President Joe Biden signed a law Tuesday that includes $30 million in grant money per year through 2028 to, in part, train and retain Sexual Assault Nurse Examiners nationwide.
Inside the $1.5 trillion omnibus spending bill was the reauthorization of the Violence Against Women Act, which includes the funding for SANE nurses as well as money for rape crisis centers.
U.S. Rep. Deborah Ross, D-Raleigh, said she is “tremendously grateful” the legislation has moved so quickly.
The legislation pays to train more nurses in SANE methods throughout the country. The grants could be used to pay nurse salaries, establish training programs throughout the country and pay for assistance related to DNA sample collection and analysis. The legislation also includes funding for SANE nurses who specialize in child victims of sexual abuse.
“Children cannot advocate for themselves,” Ross said Tuesday. “They need to have trusted professionals that they interact with who can give them the care they need.”
Last month, Ross announced the measure would be tucked into the Violence Against Women Act reauthorization bill.
“Had you not done that reporting, we would not have become as aware of the problem,” Ross said Tuesday. “Your reporting inspired us to do this work.”
The two-part series exposed a lack of SANE nurses, largely in rural areas of the state, and showed how victims of sexual assault often must travel to hospitals hours away from their community to find a nurse who is trained to help victims.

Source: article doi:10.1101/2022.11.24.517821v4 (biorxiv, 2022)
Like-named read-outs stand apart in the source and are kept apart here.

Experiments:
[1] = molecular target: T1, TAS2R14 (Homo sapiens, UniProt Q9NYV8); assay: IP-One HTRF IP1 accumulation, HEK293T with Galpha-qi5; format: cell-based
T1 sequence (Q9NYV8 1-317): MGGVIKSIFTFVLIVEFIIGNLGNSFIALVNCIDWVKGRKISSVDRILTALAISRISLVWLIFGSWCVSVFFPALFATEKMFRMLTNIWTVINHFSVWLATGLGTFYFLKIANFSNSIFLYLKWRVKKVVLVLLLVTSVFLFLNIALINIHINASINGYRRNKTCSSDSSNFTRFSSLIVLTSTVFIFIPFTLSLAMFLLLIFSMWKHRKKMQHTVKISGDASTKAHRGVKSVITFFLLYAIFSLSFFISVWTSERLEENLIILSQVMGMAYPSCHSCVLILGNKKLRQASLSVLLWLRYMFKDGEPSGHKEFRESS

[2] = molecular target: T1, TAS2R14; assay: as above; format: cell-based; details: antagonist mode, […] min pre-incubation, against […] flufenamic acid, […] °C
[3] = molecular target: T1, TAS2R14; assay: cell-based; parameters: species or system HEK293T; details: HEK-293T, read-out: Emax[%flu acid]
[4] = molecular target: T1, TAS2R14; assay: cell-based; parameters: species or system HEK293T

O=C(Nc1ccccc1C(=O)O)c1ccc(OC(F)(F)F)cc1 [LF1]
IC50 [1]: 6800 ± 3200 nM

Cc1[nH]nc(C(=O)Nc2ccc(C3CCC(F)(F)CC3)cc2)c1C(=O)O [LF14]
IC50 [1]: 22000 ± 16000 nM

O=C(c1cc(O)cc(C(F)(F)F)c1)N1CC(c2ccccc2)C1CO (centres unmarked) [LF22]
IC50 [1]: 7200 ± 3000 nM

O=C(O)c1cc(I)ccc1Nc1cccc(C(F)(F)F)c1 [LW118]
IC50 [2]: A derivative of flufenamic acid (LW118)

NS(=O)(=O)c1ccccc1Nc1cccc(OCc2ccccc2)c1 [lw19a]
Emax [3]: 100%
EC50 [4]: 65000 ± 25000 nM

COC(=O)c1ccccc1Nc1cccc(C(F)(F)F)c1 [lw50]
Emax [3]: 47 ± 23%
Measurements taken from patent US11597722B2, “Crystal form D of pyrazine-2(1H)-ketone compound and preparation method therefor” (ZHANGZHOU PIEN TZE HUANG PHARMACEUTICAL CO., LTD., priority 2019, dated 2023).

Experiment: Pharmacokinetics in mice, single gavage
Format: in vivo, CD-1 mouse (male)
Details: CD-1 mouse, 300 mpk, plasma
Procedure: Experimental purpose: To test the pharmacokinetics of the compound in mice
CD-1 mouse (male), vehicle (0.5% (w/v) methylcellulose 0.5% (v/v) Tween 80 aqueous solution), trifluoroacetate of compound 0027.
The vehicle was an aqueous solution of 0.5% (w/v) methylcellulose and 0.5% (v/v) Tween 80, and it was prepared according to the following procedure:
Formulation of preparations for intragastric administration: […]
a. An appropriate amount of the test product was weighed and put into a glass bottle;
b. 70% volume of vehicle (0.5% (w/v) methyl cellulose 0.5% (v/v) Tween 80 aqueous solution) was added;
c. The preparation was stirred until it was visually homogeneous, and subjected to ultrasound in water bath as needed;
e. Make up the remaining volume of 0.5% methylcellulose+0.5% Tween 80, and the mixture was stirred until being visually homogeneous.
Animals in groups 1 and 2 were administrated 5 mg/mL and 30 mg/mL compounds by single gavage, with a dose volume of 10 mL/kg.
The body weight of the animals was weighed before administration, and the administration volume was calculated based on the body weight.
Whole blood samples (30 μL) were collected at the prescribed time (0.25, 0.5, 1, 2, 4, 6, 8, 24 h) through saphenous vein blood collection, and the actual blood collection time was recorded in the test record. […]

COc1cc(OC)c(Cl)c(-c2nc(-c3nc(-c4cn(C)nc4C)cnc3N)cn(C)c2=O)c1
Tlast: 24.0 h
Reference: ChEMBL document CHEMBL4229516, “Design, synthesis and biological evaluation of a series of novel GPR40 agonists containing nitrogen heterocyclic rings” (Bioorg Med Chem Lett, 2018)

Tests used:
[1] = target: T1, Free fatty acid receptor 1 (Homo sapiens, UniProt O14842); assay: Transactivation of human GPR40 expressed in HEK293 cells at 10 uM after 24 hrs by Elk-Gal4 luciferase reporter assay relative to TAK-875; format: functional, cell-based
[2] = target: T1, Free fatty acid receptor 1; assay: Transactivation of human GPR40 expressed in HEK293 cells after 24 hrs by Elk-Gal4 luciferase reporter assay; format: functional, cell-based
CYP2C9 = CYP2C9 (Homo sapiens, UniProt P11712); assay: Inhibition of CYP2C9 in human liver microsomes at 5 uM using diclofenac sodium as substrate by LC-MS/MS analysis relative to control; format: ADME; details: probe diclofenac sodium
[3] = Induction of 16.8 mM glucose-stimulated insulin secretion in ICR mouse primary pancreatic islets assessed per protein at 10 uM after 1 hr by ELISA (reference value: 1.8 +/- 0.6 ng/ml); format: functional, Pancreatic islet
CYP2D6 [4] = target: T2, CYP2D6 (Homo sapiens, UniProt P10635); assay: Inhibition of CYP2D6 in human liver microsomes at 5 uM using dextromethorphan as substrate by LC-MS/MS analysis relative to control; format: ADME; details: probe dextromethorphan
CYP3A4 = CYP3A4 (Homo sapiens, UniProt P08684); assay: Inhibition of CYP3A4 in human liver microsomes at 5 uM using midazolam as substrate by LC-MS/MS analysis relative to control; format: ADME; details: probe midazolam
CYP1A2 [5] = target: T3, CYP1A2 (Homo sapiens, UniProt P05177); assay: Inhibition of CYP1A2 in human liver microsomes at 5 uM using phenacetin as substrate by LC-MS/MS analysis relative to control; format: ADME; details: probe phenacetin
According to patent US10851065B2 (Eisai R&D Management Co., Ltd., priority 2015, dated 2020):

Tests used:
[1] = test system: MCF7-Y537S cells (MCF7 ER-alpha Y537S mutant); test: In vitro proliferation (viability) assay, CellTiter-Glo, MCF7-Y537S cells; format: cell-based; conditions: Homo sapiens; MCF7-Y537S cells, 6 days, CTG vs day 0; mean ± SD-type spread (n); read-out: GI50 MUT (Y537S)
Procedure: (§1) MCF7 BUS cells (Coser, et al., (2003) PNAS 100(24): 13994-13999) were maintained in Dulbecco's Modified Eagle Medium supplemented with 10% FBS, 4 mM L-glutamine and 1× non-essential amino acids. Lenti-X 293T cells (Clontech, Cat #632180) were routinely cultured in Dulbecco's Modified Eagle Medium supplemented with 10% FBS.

While popular TV shows often show SANE nurses collecting evidence and presenting the information to juries, nurses do far more than that.
SANE nurses can be a comforting presence after a traumatic experience. They provide medicine to prevent sexually transmitted infections and pregnancy. They look for other injuries the victim may have sustained that had been overlooked.
Monika Johnson-Hostler, executive director for the N.C. Coalition Against Sexual Assault, lauded the passage of the legislation.
“This funding would address some of the infrastructure gaps such as SANE training, salary and other costs with implementing SANE programs statewide,” Johnson-Hostler said.